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Acceptance and Commitment Therapy

Gaining Psychological Flexibility Through the Third-Wave of Behavioral Therapy

Take a moment and think about your most painful internal experiences. Now, think about the most important values that you hold close to your heart. Is there any relationship between the two? Our most painful experiences and our highest values can often be seen as two sides of the same coin.

What is Acceptance and Commitment Therapy?

Do you ever have an unpleasant thought and tell yourself, “no, stop it! You shouldn’t be thinking this way,”?  It’s all about perspective. However, sometimes thought-stopping techniques in traditional Cognitive-Behavioral Therapy may leave us feeling as if we have to control our thoughts in order to change them. The core message of Acceptance and Commitment Therapy (ACT) is to accept what is out of your personal control. Instead of control, you commit to action that improves your life.

When I’m enduring a tough situation, acceptance immediately cues an automatic eye roll. Who wants to agree with a situation or person that has caused difficulty? I don’t want to tell myself to stop feeling or thinking unpleasantly. I can, however, simply notice what happened, what I’m thinking, and what I’m feeling without judgement. Acceptance, in this case, can be viewed more as acknowledgement.

Let Go of Thought Control

ACT is rooted in the belief that the attempt to have control over our thoughts is at the core of human suffering for two reasons.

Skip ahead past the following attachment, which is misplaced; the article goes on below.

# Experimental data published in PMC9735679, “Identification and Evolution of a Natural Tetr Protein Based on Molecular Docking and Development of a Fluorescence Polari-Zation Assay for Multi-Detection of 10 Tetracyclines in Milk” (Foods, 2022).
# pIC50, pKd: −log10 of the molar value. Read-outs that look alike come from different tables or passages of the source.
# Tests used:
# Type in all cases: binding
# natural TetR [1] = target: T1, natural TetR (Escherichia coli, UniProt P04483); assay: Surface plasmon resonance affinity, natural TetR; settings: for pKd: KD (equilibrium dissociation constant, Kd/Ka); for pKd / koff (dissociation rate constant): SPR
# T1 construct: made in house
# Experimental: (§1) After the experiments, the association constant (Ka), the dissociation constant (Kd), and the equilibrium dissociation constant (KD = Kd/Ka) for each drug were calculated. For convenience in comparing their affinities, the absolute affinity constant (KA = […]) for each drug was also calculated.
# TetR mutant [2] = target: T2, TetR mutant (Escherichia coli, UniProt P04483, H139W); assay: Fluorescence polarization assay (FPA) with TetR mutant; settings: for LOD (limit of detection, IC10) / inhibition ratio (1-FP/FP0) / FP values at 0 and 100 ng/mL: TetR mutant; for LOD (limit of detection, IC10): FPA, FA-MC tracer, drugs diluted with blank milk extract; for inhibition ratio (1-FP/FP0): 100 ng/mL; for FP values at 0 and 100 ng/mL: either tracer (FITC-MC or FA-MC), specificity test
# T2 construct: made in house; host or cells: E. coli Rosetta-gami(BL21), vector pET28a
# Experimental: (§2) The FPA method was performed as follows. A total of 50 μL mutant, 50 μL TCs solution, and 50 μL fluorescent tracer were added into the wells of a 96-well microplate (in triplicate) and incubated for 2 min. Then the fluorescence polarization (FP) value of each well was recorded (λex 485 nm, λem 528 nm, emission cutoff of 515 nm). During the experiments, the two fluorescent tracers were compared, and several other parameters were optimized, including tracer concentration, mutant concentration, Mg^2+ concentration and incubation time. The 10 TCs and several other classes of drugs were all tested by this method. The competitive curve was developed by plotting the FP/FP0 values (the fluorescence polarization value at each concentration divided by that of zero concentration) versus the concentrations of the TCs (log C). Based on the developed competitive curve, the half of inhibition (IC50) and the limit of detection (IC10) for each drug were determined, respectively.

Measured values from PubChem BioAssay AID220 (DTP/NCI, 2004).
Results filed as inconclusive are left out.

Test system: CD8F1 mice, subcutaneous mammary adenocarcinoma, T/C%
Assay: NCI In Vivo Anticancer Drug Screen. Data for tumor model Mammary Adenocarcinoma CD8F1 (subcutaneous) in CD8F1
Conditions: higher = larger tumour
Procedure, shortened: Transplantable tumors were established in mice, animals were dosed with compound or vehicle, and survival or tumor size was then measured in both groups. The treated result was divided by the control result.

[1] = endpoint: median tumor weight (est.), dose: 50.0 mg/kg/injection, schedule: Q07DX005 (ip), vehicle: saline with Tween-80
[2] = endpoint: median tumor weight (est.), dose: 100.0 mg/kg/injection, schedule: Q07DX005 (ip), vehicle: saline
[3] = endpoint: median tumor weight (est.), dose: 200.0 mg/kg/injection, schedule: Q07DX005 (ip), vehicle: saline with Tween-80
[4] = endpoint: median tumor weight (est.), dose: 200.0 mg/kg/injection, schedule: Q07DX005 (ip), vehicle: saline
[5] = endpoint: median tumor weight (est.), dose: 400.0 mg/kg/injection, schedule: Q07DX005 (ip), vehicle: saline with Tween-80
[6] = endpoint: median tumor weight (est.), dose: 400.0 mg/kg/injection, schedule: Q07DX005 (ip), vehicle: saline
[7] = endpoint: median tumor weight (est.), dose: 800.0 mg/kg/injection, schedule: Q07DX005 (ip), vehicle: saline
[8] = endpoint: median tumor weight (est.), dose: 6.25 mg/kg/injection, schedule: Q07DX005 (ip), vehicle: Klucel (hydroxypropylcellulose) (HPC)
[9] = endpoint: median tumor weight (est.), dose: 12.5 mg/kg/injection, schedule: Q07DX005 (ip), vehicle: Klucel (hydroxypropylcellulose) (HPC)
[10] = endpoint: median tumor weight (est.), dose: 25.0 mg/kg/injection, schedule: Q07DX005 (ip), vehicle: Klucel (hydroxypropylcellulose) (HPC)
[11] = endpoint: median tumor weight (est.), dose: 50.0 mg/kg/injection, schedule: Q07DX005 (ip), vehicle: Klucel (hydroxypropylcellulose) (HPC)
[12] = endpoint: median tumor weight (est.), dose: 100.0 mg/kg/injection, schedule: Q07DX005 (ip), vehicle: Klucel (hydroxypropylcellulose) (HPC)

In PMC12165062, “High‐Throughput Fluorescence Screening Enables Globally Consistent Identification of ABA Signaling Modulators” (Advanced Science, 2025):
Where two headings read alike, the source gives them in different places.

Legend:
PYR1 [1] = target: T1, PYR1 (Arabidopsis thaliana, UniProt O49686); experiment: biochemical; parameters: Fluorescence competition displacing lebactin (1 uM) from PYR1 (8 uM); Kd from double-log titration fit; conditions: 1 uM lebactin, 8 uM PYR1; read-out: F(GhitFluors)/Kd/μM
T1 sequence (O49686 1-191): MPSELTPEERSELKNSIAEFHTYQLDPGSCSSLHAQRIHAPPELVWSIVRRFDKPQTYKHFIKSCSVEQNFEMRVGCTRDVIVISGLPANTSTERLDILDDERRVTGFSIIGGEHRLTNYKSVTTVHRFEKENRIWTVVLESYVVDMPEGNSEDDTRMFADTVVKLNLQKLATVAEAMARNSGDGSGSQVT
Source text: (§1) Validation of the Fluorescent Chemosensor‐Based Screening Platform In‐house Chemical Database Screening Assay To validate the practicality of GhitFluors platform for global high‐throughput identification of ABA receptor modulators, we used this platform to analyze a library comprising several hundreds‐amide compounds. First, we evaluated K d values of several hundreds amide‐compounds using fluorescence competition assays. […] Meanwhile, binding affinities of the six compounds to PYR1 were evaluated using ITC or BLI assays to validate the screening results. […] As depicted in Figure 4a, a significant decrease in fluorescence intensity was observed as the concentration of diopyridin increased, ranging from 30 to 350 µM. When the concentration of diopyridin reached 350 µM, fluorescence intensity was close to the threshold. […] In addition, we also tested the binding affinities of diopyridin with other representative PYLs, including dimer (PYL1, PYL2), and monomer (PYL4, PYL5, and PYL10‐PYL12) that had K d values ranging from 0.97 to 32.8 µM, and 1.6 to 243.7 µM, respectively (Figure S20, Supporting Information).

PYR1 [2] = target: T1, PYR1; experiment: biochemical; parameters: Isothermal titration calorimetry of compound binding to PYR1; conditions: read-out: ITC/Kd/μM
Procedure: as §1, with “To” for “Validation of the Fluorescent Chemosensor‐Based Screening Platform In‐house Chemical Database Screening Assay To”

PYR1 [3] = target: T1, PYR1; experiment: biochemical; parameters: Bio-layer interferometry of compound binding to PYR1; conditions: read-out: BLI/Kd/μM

Attempts to control or suppress feelings often results in an increase of those feelings.

Avoiding emotions means avoiding values (i.e. you cannot have a loving relationship without risking vulnerability and all of the painful thoughts and feelings that go with it).

Rather than attempting to change, reduce, or eliminate our cognitions, we can notice our thoughts neutrally and allow unpleasant emotions to blend in with our overall emotional experience. The mindfulness we have when we allow ourselves to be aware of our thoughts and feelings is paying intentional attention with openness, curiosity, and flexibility. That facilitates an atmosphere where we can overcome psychological barriers that get in the way of acting on our core values, and helps us fully engage when we are acting in accordance with our values. Returning to our coin metaphor, when we try to push away our most painful experiences, is may also result in us turning our back on our values.

Be free, and ACT

Accept – let go of the struggle against inner experiences and allowing them to simply be.

Choose – identify your values and a life direction consistent with them.

Take action – commit to specific action to behave in ways that are consistent with your values and chosen direction.

Give Amy Wine Counseling Center a call at 832-421-8714 if you have any questions about our therapeutic services or would like to schedule an appointment.


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